A devout Christian, Ficino founded the second Platonic Academy in Florence with the backing of Cosimo de Medici. He gathered together the complete corpus of Plato’s works in Greek, edited them into what he considered to be the best edition, and then translated the entire corpus into
Latin. He also translated and edited the corpus of the Hermetic tradition. In his attempt to make a synthesis of Christianity and Platonism, he went far beyond Platonism, introducing into orthodoxy an encyclopedic range of unorthodox spiritual, magical, and occult beliefs keyed to the theme of the soul’s ascent (Allen, 2005, p. 366). However, his work led to accusations of heresy, mostly due to the inquisitor’s unfamiliarity with Plato’s works. His work on the immortality of the soul led to a brief condemnation. Ficino’s vast correspondence was considered to be a model of Latin prose, which was edited for teaching Latin among humanist scholars.
The present manuscript is one of Ficino’s earliest texts. It is addressed to Francesco Capponi (1452-1520), notable banker and politician in Florence and Lyon. Francesco Capponi was the son of Niccolò di Giovanni di Mico and Selvaggia, the daughter of Bernardo di Lorenzo Ridolfi. Capponi came from a very wealthy banking family in Florence. In 1466, he founded a bank in Florence with Francesco Nasi and Guglielmo de’ Pazzi. From 1480 onwards, he held several important political posts in Florence, being named to the high court in 1518. He was married to Cammilla di Andrea di Francesco Quaratesi, and died without heirs. We do not know how Capponi became one of Ficino’s friends. However, the Capponi family was close to Ficino, with his cousins and uncles forming part of this group.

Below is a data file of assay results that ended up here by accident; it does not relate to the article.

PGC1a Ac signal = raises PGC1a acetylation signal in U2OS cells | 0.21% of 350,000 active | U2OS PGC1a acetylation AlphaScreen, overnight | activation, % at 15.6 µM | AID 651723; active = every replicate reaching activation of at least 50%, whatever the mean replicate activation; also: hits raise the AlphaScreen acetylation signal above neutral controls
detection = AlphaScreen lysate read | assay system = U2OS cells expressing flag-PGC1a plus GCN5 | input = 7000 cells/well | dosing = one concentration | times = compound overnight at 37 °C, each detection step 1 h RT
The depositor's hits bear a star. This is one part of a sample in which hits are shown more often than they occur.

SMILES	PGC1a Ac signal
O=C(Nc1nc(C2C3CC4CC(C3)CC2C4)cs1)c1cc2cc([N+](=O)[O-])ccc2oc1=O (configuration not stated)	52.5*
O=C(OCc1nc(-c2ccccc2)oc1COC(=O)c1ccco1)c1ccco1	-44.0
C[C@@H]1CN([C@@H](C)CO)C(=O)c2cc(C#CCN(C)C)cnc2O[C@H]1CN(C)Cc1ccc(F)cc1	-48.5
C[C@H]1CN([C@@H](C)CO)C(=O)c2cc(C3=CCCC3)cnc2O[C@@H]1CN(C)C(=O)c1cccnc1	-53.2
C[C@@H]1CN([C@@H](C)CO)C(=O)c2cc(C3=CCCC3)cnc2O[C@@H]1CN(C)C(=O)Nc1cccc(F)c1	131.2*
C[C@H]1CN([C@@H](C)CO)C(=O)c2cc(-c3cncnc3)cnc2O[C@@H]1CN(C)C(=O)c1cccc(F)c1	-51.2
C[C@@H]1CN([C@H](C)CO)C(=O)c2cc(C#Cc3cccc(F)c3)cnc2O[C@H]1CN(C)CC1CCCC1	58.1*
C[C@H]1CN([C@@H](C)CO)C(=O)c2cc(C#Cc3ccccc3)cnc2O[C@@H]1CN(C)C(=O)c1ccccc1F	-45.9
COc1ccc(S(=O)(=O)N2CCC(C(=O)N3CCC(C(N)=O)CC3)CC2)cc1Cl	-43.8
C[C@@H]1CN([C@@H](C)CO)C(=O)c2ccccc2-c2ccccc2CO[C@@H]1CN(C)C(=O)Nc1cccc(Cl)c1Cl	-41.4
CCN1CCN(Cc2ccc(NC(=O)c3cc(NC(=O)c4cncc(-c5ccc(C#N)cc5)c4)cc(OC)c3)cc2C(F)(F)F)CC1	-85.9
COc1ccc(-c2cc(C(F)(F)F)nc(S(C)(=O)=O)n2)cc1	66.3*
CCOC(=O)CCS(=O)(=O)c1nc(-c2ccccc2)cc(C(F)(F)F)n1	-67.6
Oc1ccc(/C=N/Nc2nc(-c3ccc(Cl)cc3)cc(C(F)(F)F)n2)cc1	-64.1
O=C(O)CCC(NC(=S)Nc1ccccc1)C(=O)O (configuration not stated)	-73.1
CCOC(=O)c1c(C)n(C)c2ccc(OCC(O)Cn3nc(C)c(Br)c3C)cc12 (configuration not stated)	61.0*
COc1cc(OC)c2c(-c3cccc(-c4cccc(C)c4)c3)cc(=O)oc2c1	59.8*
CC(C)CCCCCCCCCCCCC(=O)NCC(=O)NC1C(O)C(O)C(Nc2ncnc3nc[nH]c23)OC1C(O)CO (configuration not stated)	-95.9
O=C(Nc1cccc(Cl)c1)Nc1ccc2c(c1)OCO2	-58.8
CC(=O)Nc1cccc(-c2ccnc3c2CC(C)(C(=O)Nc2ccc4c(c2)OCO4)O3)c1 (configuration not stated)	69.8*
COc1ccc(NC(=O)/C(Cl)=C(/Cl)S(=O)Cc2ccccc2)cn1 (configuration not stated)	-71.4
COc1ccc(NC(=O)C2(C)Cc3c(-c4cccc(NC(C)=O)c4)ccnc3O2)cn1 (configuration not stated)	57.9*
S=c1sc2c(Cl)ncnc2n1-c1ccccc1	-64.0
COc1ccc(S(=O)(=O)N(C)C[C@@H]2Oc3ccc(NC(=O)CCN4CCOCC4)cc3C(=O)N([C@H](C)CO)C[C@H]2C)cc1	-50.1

The Opinioni de philosophi di dio e de l’anima, also known as the “Tractatus de deo et anima vulgaris,” was defiantly written in 1457, when Ficino had been banished from Florence by its archbishop. The study of ancient philosophical texts and dissemination of their ideas ran the risk of appearing to be a revival of the religious beliefs of Antiquity, and Ficino was accused of heresy and ordered to read Thomas Aquinas instead of Plato. In this work, Ficino attempts to summarize the beliefs of all ancient philosophers, including Plato, Aristotle, Diogenes, Seneca, Zeno, Socarates, and Pythagoras, on God and the human soul. Given that it was written for a young man, it represents a form of pedagogy indicative of Ficino’s desire to emulate the original Platonic Academy. Ficino paints several metaphorical pictures of the relationship between the soul and God. He offers the venerable Christian view of man as viator, the pagan view of man as an Orpheus with his lyre strung to the planetary modes, a Hermetic seal, a Zoroastrian magus, a spark struck from the flinty of Dionysian matter, a starry charioteer, and the oiga of the soul. Ficino engaged in a lifelong quest not only to blend Platonism and Christianity, but to create a new philosophical view combining all the traditions of philosophy, astrology, and alchemy that he knew.